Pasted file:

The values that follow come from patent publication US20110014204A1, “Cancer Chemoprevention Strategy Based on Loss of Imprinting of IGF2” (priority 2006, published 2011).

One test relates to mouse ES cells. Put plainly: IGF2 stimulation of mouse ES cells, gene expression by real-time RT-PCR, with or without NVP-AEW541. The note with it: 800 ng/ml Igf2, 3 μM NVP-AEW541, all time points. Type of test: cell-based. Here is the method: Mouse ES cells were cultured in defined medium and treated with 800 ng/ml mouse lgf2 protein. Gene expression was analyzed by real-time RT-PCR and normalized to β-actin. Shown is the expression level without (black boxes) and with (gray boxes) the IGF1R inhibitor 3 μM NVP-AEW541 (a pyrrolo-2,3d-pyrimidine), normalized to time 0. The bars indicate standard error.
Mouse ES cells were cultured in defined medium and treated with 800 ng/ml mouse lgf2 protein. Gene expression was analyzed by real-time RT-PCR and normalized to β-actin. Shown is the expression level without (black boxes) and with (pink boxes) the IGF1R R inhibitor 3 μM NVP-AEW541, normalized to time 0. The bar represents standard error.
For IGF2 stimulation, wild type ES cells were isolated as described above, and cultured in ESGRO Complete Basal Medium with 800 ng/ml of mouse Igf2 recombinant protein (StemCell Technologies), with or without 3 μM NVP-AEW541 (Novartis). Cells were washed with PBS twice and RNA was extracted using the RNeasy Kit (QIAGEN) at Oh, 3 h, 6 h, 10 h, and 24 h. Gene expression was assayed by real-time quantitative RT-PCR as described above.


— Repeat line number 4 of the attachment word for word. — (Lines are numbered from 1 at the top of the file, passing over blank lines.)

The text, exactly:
For IGF2 stimulation, wild type ES cells were isolated as described above, and cultured in ESGRO Complete Basal Medium with 800 ng/ml of mouse Igf2 recombinant protein (StemCell Technologies), with or without 3 μM NVP-AEW541 (Novartis). Cells were washed with PBS twice and RNA was extracted using the RNeasy Kit (QIAGEN) at Oh, 3 h, 6 h, 10 h, and 24 h. Gene expression was assayed by real-time quantitative RT-PCR as described above.